The rail extends around the entire perimeter of the roof – front, sides and back. With help from his dad, Steve knocked out the job in two hours. We actually love the aesthetic of the snow rails and we’re glad to have the rails in place before winter hits. Of course, this means we’ll probably get no snow this year. So be it!
$500 plus two hours of DIY labor isn’t the end of the world but if you’re considering metal for a low-pitched roof in a colder climate, it’s just something to keep in mind. Learn from our mistakes, people. We’re your guinea pigs ;)
We made an outdoor shelf for the kitchen window. (And by we, I mean I told Steve what I wanted it to look like and he built it.) I’ve always thought the window needed a shelf to better connect it to the deck area.
The shelf is constructed of cedar boards and off-the-shelf exterior brackets – both from Menards. The brackets are screwed into the brick facade with Red Head wall anchors. FYI – Red Head refers to the type of screw, not the color ;) Steve added a lip of trim with nails and wood glue. I like that the lip provides a little security for loose items.
The shelf is a great spot for drinks, napkins and dessert plates when we eat outside. We purposely didn’t make it deep enough for dinner plates because it’s not really conducive to acting as a pass-through… which would have been a cool idea but not practical. The kitchen sink is just inside the window but it’s difficult to access the shelf through the window.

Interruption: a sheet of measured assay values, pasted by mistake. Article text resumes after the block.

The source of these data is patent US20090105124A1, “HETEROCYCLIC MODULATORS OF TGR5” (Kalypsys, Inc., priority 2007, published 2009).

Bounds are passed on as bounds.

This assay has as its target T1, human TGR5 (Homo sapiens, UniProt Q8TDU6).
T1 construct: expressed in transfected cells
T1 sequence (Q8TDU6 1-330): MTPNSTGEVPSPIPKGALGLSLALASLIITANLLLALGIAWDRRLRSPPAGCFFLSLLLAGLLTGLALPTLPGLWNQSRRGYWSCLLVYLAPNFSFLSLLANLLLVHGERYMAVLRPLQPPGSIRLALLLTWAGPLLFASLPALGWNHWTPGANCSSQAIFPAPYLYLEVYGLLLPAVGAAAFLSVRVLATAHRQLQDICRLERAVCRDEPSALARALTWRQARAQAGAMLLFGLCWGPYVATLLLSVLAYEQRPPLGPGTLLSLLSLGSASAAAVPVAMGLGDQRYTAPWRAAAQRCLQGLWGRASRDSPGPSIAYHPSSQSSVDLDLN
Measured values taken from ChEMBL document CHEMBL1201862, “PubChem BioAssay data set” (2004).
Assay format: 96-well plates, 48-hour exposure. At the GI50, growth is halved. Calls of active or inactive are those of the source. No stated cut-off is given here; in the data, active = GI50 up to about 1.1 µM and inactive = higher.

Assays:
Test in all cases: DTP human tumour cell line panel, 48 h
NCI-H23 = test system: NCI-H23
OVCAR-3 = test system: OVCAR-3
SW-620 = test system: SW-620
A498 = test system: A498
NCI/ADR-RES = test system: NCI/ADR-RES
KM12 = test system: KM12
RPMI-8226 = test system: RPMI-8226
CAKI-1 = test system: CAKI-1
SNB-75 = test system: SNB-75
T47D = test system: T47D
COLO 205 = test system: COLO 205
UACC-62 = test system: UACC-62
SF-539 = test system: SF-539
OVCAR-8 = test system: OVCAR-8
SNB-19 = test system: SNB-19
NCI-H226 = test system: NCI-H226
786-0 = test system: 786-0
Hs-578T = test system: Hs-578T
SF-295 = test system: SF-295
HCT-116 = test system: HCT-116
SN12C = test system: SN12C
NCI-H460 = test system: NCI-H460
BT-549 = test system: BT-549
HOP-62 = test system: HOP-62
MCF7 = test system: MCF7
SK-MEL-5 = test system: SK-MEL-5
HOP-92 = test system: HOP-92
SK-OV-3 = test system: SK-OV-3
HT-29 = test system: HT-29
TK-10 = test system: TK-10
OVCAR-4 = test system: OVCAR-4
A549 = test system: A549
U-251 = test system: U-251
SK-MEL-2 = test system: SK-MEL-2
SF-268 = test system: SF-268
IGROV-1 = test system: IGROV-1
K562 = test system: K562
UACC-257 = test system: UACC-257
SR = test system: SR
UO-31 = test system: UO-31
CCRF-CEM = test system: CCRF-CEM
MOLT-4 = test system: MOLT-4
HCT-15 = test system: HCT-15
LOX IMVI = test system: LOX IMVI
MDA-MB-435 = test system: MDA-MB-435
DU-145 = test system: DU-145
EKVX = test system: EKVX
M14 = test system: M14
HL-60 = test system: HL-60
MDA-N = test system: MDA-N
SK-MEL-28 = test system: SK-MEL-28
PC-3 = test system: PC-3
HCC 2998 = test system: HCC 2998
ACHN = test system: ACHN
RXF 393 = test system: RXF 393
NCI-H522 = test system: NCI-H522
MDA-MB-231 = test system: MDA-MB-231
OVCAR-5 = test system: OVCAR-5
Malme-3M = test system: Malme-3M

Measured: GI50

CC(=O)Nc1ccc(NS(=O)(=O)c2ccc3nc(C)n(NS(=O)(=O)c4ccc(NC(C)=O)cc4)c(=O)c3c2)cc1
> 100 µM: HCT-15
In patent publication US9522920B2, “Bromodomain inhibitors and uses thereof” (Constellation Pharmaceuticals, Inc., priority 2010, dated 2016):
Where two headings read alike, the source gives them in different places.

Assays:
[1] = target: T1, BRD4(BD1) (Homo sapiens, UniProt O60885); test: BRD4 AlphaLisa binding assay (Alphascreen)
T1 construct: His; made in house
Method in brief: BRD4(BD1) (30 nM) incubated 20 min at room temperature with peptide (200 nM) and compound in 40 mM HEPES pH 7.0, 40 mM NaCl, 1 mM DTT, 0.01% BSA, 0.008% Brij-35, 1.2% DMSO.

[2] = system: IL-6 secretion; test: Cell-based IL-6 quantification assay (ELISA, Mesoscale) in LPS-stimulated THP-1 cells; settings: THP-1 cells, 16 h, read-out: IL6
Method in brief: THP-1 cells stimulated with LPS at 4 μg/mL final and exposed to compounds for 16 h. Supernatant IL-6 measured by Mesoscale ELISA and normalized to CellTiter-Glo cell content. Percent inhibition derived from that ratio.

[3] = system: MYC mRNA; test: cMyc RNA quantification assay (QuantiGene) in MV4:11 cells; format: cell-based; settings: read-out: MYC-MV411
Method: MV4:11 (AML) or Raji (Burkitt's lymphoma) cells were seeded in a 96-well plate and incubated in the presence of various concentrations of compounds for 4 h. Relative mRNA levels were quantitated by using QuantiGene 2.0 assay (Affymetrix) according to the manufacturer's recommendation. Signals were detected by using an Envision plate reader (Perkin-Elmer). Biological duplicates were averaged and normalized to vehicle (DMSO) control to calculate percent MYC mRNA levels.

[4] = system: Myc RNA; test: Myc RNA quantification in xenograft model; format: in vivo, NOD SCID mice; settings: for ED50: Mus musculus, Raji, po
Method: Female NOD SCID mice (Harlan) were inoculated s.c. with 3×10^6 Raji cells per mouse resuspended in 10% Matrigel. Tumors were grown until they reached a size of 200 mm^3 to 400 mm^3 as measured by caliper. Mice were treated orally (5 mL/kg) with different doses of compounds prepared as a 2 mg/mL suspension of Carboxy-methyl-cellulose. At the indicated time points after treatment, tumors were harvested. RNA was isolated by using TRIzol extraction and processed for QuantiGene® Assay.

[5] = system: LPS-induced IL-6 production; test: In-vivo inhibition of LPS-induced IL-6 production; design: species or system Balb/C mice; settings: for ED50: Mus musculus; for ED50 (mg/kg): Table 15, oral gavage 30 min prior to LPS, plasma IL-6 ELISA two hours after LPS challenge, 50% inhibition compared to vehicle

While I’m thinking of it, many of you want to know how the outdoor furniture is holding up. The plastic wicker-like bases are in mint condition. No breakage, no fading, no rust. Covering them in a high quality cover during the winter helps immensely. (See how we store the outdoor furniture here.)
The cushions are a bit more needy. They aren’t meant to be left out all the time. I only place them on the sectional when we’re using it. In the summer, I stash the cushions behind the sectional under the deep eave for added protection from the elements. In the winter, I store them in the attic. The covers are machine washable and I wash them each fall before stashing them away for the winter. They’re in pretty good condition. The zippers still work. There aren’t any tears or holes. There is a spot on one cover where a pile of dead leaves left a stain. The cushions are reversible so I just turn that side down. I line dry the covers after washing but there has been some shrinkage. They still fit the cushions but you can see how the piping doesn’t line up perfectly now. It’s not a deal breaker but, again, something to keep in mind.